Linked by Thom Holwerda on Sat 18th May 2013 07:37 UTC
Linux "In NixOS, the entire operating system - the kernel, applications, system packages, configuration files, and so on - is built by the Nix package manager from a description in a purely functional build language. The fact that it's purely functional essentially means that building a new configuration cannot overwrite previous configurations. Most of the other features follow from this." Interesting approach. A Linux distribution, sure, but with some very refreshing ideas about system configuration.
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Sounds... amazing !
by Kochise on Sat 18th May 2013 11:28 UTC
Kochise
Member since:
2006-03-03

Finally, an OS that looks like a 21st century one.

Kochise

Reply Score: 5

Using Gentoo/Funtoo
by Yagami on Sat 18th May 2013 13:58 UTC
Yagami
Member since:
2006-07-15

I actually did something like this some weeks ago.

I have a desktop and two laptops. One laptop is my work laptop and i didnt want to put funtoo on it because i didnt had the time.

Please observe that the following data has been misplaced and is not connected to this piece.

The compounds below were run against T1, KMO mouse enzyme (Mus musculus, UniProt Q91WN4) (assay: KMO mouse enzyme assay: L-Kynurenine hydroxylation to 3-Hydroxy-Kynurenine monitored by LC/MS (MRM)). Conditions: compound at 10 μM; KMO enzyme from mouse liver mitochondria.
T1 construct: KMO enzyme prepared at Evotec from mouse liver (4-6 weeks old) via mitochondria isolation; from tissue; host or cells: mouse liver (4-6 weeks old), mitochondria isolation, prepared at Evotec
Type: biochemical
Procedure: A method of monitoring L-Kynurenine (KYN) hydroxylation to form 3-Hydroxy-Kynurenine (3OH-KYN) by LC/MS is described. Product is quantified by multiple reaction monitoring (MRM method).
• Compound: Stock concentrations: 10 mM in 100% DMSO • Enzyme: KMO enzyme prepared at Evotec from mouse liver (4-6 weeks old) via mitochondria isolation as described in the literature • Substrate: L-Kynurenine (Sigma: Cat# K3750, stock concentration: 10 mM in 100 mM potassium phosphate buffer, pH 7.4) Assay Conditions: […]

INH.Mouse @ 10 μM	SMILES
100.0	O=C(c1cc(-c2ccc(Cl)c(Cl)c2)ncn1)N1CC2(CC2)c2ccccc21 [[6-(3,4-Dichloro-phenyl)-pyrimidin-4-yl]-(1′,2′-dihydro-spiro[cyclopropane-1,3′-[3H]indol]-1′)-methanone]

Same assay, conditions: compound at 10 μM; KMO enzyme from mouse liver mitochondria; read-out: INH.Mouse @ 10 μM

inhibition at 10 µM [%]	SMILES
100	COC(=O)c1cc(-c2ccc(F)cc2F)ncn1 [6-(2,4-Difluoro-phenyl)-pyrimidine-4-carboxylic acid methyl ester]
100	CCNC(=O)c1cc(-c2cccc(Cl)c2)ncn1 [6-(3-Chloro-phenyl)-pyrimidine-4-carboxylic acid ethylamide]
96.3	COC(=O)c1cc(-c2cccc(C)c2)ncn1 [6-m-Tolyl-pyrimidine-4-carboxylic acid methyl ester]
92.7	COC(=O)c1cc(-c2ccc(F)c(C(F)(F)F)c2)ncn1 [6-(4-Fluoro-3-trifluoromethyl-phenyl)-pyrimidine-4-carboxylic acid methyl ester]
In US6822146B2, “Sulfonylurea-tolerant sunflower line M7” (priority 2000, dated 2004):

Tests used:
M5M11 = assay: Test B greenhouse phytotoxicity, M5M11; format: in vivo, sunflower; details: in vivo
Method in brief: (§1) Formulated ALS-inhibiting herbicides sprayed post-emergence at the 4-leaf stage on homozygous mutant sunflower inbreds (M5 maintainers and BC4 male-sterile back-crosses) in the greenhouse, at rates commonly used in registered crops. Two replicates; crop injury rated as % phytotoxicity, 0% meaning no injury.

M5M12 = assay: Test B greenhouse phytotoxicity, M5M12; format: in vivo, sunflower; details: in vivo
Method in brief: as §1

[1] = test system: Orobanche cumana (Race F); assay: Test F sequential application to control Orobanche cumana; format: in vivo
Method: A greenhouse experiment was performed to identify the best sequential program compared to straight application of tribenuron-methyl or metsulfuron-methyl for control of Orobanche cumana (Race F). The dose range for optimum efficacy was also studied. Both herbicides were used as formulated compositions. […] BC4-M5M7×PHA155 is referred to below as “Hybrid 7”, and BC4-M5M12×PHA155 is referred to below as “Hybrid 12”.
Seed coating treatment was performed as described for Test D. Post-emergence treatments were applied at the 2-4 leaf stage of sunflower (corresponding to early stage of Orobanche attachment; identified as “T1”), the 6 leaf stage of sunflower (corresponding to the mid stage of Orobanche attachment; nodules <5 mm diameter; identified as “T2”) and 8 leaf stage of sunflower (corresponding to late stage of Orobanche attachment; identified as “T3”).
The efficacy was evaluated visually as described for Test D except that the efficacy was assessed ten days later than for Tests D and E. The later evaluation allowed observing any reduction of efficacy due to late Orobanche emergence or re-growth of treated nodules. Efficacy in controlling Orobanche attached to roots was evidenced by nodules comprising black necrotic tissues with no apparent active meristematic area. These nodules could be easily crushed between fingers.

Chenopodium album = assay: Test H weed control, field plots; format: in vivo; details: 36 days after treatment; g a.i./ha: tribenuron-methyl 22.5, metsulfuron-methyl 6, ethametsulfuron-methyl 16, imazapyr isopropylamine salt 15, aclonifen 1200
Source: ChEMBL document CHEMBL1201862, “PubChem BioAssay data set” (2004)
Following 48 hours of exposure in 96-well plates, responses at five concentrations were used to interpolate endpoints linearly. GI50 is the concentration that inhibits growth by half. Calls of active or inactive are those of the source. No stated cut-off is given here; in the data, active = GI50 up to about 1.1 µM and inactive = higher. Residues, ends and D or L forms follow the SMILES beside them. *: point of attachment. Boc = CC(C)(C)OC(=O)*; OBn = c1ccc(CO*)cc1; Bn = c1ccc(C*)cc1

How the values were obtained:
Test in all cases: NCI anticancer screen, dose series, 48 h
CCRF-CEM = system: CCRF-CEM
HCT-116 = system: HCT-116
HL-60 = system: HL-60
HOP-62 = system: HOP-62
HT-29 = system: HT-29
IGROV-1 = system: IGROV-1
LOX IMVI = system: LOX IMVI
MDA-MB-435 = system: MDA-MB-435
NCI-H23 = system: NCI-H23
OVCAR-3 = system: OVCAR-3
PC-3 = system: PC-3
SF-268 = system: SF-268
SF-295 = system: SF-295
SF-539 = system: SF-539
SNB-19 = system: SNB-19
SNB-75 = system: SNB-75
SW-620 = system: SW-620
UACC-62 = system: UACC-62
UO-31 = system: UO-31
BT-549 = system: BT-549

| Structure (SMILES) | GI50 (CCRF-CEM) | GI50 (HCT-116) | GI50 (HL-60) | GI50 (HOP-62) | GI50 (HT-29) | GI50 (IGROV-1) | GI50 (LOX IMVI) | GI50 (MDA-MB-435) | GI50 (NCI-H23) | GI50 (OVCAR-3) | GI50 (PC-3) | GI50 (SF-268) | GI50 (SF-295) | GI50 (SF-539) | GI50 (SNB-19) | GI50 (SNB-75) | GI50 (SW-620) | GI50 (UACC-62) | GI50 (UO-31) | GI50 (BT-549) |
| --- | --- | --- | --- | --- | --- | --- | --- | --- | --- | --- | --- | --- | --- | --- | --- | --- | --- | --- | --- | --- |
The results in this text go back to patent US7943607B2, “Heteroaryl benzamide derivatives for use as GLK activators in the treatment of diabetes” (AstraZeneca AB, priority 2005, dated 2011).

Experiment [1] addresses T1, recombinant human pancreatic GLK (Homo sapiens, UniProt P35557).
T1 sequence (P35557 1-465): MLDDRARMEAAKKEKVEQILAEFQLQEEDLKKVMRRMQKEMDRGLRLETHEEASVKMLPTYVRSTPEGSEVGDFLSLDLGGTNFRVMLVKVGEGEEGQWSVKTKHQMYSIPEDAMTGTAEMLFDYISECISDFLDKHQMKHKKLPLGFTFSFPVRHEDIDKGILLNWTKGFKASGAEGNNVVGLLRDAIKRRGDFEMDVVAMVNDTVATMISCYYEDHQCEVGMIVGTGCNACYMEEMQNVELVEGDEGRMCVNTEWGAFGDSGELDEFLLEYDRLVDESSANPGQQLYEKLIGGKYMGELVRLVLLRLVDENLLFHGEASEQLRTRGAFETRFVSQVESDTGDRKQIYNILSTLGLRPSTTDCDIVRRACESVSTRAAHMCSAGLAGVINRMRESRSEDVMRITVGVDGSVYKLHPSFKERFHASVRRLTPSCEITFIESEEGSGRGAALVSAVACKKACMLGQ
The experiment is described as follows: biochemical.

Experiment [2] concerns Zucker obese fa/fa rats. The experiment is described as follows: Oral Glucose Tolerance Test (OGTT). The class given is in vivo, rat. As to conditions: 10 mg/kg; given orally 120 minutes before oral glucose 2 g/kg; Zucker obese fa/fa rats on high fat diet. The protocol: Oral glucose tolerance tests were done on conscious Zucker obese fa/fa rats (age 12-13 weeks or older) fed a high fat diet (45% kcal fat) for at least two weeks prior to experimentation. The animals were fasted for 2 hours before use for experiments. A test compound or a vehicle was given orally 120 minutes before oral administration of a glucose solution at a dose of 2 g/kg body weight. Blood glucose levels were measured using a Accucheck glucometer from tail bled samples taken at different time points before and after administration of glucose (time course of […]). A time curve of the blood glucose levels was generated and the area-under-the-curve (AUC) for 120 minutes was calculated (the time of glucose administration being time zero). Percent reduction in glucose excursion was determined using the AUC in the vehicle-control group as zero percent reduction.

A few weeks ago i had some vacations and i installed funtoo on it.

I though it would be very complicated to replicate the system i had on desktop but :

Just installed a small stage3 system, copied everything on /etc/portage, copyed the world file ( what would be nixOs configuration file somewhat on funtoo ) and edited a little of make.conf to represent the different CPU and Hardware ).

then ... emerge -uDN @world and ... next morning i had a fully replicated system.

pretty cool !

Reply Score: 3

Nice
by seanc7 on Sat 18th May 2013 17:07 UTC
seanc7
Member since:
2012-03-26

This looks very cool and sounds very promising. Will definitely be pulling out my old T61 laptop to try this out.

Reply Score: 2

v Comment by vermaden
by vermaden on Sat 18th May 2013 22:15 UTC
This sounds kind of awesome
by BluenoseJake on Sat 18th May 2013 22:48 UTC
BluenoseJake
Member since:
2005-08-11

I'll have to give it a try.

Reply Score: 3

drawbacks ?
by moltonel on Mon 20th May 2013 09:12 UTC
moltonel
Member since:
2006-02-24

The big problem from this approach (unless I missed something) is that updated dependencies are not picked up until you rebuild the package using them.

There's also the issue of disk space usage, but as long as you are prepared for it, it shouldn't matter.

All in all I like the concept (featured in OSNews in 2007), but it seems to throw in a lot of computer resources to get features that sound cool but are rarely needed, or achievable via simpler methods.

Reply Score: 3

Any relation?
by fithisux on Mon 20th May 2013 10:23 UTC
fithisux
Member since:
2006-01-22

Unfortunately no much progress on
http://code.google.com/p/nix-os/

Reply Score: 3